The Simpsons and South Park keep producing genius-level satire while imitators come and go. The latest to come is Sit Down, Shut Up (Sunday, 7:30 p.m., Fox). Now I can't wait for it to go. Like its lead-in, The Simpsons, this animated series tries to be at once stomach-turning and meaningful, stupid and smart. Instead, it's just stomach-turning and stupid.
The setting is a high school where the faculty read porn, take drugs and pant after the students. There's a flaming-queen drama coach, an America-hating Muslim custodian and a sexy fundamentalist teacher who strips for the school board. Sample punchline from the pilot: "I guess 'breast' is scary Muslim talk for 'ass!'"
Don't even try to figure it out. Just turn off your TV the minute the credits roll on The Simpsons. And maybe unplug it just to be safe.
Friday, 7 pm (Nickelodeon)
In a special prime-time episode of the animated masterpiece, SpongeBob and friends wash up on a mysterious island. The only way to get back home is to surf there, but our lovably pathetic heroes don't know how. Enter a legendary blond surfer/bongo player (guest star Johnny Depp) to serve as their guru. In a low, whispery voice, he offers such mystical advice as "Just keep breathing" while wielding a surfboard about a hundred yards long. SpongeBob et al. are put to the test when The Big One - a gigantic wave with a toothy maw - rears up to either save them or kill them.
Johnny Depp has always had weirdly brilliant taste in choosing his projects. His streak continues.
Saturday, 7 pm (HBO)
In 1973, Albert and David Maysles filmed a documentary about the eccentric mother-daughter duo of "Big Edie" and "Little Edie" Bouvier Beale. The Maysles captured the two aging recluses - once-glamorous relatives of Jacquelyn Kennedy - acting strange at their decaying East Hampton mansion. Unlike most people, writer-director Michael Sucsy wondered what the Beales' lives were like before Grey Gardens. Using the documentary as a framing story, the new Grey Gardens dramatizes their high-society shenanigans beginning in the 1930s, when both mother and daughter are obsessed with being performers.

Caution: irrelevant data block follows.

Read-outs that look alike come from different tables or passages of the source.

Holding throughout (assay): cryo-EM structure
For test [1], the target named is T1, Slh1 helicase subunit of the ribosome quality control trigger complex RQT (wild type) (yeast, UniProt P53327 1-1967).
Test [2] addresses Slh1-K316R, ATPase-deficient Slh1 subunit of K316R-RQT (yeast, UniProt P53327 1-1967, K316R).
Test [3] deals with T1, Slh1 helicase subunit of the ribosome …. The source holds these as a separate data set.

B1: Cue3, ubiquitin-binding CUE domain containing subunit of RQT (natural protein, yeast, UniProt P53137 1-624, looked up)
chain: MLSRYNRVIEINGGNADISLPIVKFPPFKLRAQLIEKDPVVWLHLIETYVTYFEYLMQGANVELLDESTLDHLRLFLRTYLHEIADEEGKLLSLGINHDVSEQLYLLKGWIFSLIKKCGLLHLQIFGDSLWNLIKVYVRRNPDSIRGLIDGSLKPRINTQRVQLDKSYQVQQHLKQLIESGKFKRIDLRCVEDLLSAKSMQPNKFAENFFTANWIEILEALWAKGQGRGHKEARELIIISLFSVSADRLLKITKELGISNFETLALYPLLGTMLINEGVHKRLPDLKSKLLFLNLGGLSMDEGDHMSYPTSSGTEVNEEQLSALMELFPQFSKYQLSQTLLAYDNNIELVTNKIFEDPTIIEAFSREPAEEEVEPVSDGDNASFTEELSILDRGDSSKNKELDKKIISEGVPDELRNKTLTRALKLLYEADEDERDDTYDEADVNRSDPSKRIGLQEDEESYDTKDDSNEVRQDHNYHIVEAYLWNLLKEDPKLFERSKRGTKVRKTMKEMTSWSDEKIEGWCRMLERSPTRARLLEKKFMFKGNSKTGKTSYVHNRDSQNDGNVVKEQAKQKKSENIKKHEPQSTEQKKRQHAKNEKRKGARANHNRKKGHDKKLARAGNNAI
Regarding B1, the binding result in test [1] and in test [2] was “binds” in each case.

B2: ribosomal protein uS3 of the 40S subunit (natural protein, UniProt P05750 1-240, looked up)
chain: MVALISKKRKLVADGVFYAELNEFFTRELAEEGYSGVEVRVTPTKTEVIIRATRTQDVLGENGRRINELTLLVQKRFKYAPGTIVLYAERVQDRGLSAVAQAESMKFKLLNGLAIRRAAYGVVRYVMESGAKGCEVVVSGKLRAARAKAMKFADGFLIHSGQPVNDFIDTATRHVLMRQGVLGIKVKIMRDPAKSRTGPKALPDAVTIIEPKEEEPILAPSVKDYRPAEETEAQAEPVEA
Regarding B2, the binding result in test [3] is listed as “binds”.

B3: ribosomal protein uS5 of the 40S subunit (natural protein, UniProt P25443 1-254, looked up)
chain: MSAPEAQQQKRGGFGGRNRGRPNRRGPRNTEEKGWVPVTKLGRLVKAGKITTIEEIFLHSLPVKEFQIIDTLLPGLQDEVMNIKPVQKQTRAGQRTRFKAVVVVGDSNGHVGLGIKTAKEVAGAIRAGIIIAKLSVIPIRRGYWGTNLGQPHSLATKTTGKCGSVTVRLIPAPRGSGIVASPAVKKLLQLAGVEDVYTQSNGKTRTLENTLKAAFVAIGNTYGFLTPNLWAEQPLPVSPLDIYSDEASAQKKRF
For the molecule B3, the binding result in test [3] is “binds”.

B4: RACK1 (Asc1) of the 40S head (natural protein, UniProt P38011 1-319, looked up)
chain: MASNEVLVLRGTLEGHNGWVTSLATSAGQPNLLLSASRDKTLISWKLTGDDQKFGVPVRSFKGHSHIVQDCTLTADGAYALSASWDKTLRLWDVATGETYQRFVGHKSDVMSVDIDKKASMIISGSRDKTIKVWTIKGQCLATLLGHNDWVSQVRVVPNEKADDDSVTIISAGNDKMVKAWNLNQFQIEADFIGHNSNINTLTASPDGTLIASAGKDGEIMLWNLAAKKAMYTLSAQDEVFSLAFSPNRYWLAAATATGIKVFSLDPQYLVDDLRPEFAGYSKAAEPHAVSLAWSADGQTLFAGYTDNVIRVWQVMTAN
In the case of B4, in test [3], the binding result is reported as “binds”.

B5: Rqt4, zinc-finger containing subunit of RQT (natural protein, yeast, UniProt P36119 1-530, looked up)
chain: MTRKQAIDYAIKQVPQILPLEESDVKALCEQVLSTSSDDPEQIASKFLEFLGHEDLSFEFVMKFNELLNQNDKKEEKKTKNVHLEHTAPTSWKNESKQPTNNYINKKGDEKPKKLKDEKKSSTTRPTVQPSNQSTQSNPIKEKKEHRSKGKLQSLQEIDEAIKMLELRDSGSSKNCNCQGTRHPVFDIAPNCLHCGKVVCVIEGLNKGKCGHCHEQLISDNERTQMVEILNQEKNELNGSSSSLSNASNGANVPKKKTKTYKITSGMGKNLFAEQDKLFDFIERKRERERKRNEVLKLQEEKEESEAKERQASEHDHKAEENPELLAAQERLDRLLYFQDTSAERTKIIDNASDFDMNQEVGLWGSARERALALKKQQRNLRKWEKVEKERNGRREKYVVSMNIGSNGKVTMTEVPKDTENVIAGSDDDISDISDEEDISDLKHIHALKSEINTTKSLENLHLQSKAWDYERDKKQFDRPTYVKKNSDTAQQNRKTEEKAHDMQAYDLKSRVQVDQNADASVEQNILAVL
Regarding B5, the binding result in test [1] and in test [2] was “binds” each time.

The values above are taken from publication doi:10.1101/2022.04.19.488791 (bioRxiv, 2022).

Unless you're a Grey Gardens cultist, it's very hard to care about the gay parties, the romantic travails and the dreams deferred. Jessica Lange (as Big Edie) and Drew Barrymore (as Little Edie) throw themselves into their roles, gamely wearing ugly fake teeth and wrinkle makeup as the older Beales. Unfortunately, they're thwarted by a script as drab as that East Hampton mansion. For all its fake teeth, Grey Gardens has no bite.
Sunday, 6 pm (NBC)
Former beauty pageant contestant Sarah Palin's run for the vice-presidency has been endlessly dissected for what it says about America. But no one has analyzed what it says about beauty pageants. On the eve of Miss USA, the time has come for such an analysis.
Palin is a pure product of the swimsuit-and-evening-gown culture, with her perky winks, sunny smiles and incomprehensible answers to questions. When her dark side emerged during the presidential campaign, one couldn't help but make the connection with pageants. On the surface: sweet and positive. Underneath: mean-spirited and intolerant.
Thanks, Sarah Palin. I used to be amused by beauty pageants; now I'm scared of them.
Thursday, 9 pm (NBC)
Sickening TV cop shows have long been a cliché, but Southland seems to think it's onto something new. Set on the mean streets of L.A., it rubs our noses in mutilated corpses, child pornography and prostitution. It traffics in foul language, creepy humor and nasty characters. It goes out of its way to be as unpleasant as possible, as if that were a selling point.
I might admire this approach if Southland made a powerful statement about crime and poverty. But it doesn't. It's just gross because it can be. Even if I accept the series' premise that people are animals and life is cheap, that's only more reason to switch to Comedy Central. Why not watch something that takes our minds off the horror?